Make a Mantel Shelf

 By Mark Clement 

I have to admit something: I love this project.

When I first designed it, I didn’t think I’d like it this much, but after Theresa and I built and installed two versions, I fell in love with it.

I suppose the first reason I like it is that it looks good—it’s one of those few projects that’s more payoff than investment. It’s got power and lift and appeal. I like that.

The second reason, and maybe this is because I’m a bit of an iconoclast, is that this design short-circuits one of my preconceived notions about mantel (or mantle, as it’s misspelled sometimes) building, which is that a good mantel has to involve several million different molding profiles, raised panels, furniture-grade joinery—and every brain cell I’m not using for basic life functions.

What I also like is that this mantel-shelf is a winner in myriad applications. It’s a home run as a rustic yet refined mantel surrounding the hearth. Or, you can use it as a decorative shelf bringing mass and detail to a blank wall, indoors or out. What I also dig is that it works as an upgrade for your own home, a design solution for home-improvement contractors, or as a low-cost, high-benefit design focal point if you fix and flip houses.

The whole thing is made from Fypon’s urethane beams and corbels from their new Southwest Collection. The rest is a 2-by-4 ledger board, fasteners, adhesive, caulk and paint.

Fypon’s Southwest Collection is a series of urethane timbers and accessories designed to look like rough-sawn or rough-hewn timbers and parts—and they really do. Plus, the material works like wood, which means you can use your regular tools to machine it. What’s more, this project is very “site” friendly. In other words, you can build the entire mantel in your shop or outside (like we did) and only disrupt the finished location for installation and paint.

For something that provides such a big visual impact, installing it is very low impact.

Start At the End

The first piece of information you need before you can begin laying out the pieces and parts is to know exactly where you want the finished shelf to go—left, right, up and down—and what its proportions are.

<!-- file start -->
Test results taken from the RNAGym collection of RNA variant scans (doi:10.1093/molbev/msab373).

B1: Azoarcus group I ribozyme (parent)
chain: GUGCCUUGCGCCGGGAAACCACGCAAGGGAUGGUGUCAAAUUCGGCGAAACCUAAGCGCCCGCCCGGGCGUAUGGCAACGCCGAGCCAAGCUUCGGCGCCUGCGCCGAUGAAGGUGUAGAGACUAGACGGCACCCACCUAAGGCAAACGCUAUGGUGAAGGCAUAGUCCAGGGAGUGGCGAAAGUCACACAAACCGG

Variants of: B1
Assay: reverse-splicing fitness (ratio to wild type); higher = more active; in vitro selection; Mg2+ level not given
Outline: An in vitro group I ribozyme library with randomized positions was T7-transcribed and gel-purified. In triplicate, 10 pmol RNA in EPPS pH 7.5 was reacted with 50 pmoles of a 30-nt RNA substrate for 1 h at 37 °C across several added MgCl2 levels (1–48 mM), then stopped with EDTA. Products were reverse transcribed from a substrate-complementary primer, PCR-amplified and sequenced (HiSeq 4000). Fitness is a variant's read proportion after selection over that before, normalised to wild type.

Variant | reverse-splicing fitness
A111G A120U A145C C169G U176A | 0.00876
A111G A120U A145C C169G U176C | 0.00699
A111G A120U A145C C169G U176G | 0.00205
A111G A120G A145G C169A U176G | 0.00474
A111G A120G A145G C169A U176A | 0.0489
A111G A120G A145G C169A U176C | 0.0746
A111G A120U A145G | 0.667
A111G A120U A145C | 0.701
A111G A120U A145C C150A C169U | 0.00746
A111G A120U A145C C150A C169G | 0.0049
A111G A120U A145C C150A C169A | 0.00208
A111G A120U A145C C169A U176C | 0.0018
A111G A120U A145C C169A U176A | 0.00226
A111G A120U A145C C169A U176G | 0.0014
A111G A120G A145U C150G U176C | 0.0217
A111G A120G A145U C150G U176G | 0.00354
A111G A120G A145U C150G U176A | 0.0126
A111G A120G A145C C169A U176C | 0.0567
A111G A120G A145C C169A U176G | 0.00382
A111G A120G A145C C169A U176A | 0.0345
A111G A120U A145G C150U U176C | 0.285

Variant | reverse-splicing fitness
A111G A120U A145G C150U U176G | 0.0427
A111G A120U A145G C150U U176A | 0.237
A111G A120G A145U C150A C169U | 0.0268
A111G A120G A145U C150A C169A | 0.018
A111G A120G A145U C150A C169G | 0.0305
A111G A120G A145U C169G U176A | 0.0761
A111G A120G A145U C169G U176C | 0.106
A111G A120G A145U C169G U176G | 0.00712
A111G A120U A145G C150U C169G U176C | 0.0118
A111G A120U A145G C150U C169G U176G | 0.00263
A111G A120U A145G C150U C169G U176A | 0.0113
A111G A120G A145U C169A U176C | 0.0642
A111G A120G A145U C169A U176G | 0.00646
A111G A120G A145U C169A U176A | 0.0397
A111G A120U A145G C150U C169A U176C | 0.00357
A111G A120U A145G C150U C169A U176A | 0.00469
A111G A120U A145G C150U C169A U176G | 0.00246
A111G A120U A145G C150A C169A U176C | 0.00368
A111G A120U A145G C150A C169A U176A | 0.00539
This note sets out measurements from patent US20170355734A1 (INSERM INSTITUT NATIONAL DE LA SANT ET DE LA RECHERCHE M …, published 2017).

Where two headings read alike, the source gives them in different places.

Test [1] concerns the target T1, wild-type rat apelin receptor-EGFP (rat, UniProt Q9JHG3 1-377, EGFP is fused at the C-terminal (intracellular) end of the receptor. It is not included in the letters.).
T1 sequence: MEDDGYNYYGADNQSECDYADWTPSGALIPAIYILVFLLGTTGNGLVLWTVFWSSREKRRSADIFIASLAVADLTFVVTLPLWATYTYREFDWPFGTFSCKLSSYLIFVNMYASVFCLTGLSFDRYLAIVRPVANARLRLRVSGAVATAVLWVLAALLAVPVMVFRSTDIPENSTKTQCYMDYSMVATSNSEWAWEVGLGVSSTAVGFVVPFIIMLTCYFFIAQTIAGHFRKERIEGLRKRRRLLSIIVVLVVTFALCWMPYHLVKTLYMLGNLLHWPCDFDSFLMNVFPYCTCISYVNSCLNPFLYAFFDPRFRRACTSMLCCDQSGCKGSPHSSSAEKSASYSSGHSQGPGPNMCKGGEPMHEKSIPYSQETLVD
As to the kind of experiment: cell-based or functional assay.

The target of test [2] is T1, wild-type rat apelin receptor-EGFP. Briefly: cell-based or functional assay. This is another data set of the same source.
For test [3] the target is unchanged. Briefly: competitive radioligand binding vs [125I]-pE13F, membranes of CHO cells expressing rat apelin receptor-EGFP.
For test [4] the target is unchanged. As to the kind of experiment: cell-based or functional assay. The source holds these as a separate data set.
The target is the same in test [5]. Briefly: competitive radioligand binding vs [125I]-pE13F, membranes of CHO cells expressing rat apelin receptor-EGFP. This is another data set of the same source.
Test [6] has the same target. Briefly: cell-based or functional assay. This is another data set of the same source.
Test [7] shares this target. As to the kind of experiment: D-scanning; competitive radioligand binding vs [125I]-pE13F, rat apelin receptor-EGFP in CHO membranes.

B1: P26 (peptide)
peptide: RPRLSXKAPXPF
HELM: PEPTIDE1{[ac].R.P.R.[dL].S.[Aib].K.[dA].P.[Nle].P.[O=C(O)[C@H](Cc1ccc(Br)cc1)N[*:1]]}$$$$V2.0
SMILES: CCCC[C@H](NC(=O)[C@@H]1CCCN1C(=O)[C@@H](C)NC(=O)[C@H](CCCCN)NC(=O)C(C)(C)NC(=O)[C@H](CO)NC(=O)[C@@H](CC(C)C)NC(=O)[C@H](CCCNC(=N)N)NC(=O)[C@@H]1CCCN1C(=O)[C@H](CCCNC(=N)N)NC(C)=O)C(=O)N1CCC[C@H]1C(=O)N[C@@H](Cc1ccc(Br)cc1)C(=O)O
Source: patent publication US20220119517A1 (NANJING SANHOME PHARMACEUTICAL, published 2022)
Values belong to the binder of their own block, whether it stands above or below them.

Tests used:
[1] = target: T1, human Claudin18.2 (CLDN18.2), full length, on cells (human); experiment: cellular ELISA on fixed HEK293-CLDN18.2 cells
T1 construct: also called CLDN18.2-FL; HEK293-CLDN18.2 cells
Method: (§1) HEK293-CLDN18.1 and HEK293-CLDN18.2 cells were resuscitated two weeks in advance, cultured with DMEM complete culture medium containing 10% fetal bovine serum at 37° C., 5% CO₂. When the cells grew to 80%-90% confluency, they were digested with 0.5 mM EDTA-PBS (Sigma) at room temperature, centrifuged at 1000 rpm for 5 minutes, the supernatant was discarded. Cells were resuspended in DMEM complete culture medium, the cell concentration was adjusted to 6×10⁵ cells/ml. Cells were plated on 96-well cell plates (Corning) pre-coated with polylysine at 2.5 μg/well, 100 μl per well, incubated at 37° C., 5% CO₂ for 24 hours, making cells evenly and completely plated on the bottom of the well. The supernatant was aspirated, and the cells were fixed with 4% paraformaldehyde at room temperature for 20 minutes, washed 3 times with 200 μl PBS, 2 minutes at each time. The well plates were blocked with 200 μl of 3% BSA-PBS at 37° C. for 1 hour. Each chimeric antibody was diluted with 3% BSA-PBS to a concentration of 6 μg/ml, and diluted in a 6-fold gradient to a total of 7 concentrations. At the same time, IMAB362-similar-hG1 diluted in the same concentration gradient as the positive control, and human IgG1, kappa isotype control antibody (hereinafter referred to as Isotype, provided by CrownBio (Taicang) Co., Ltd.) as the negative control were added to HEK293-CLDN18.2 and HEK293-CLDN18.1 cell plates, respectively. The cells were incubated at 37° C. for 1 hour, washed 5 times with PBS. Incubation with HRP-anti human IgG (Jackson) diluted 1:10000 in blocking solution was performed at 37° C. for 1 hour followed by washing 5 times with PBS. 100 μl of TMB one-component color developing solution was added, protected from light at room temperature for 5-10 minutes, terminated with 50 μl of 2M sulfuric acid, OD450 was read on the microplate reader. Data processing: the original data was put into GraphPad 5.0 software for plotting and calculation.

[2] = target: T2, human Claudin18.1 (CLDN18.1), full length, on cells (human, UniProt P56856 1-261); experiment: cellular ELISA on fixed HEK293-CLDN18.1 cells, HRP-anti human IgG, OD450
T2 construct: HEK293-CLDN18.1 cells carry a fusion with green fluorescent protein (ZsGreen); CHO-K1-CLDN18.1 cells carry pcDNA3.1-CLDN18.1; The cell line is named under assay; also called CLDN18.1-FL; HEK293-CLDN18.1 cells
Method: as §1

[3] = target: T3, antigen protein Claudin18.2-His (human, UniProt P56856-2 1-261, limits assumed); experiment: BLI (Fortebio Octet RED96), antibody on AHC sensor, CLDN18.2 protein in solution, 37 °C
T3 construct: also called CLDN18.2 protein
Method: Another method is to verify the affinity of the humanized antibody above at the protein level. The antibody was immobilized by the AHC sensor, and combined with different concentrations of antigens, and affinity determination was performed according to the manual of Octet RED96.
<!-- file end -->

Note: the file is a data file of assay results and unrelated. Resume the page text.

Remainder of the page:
If it’s working as a mantel, you’ll want the shelf and corbels to extend proportionally past the left and right sides of your hearth. As a rule of thumb, 6 inches between the edge of the hearth and the inside edge of the corbel is a good place to start. I’d also come about 8 to 12 inches from the top of the hearth to the bottom of the mantel/shelf. This creates a proportional reveal.

You also want to make sure the corbels are proportional in height to the shelf’s length.  For example, we trimmed about 5 inches off our corbels to get just the right look. All this is determined by the location you’re installing it in and the timber’s length. Before you head to the shop to cut the pieces, locate where the top edge of the shelf will be, and mark a centerline. We’ll use this control point again during installation.

In The Shop—Layout & Cutting

Every good project starts with a detailed layout. Laying out the mantel shelf is far from brain surgery, but paying attention to detail now means a nicely tuned piece later.

Since the Fypon timbers are very realistic-looking, the front edges are irregular and don’t make for accurate control points. However, the back of the material is straight and does provide two very straight lines from which accurate layout lines can be marked.

The Fypon timbers are channels (in other words they’re three-sided or C-Shaped; the back of the timber is open), so you have to transfer the lines across the open space. While this may sound challenging, I had surprisingly good results using Swanson’s Speed Square as my main layout and line-transferring tool.

Design Note: The Southwest Collection’s channeled timbers come in two flavors—rough-sawn and rough-hewn. I worked with both. The sawn timber is a little easier to work with, especially tuning in the returns, and they provide a cleaner look. The hewn timber’s irregularity made it a little trickier to dial in the returns and cut truly straight lines, but it worked out just fine. Bottom line: Go with the look you want, because both versions of the timber come out nicely with about the same amount of effort.

Outside Corner #1. Step one is marking and cutting the first outside corner. We did the left one first, but it doesn’t matter which side you start with.

Use the Speed Square to mark the top of the channel. Align the square on the inside of the timber with your line and transfer it across to the bottom of the channel and mark it. Carefully strike the miter line across both faces of the material. Next, grab your handsaw—that’s right, handsaw. We made several test cuts using a circular saw and didn’t get the results we were after. This was, again, due to the irregularity of the material. As the saw’s base plate followed them, it causes an inaccurate cut. However, the handsaw was aces!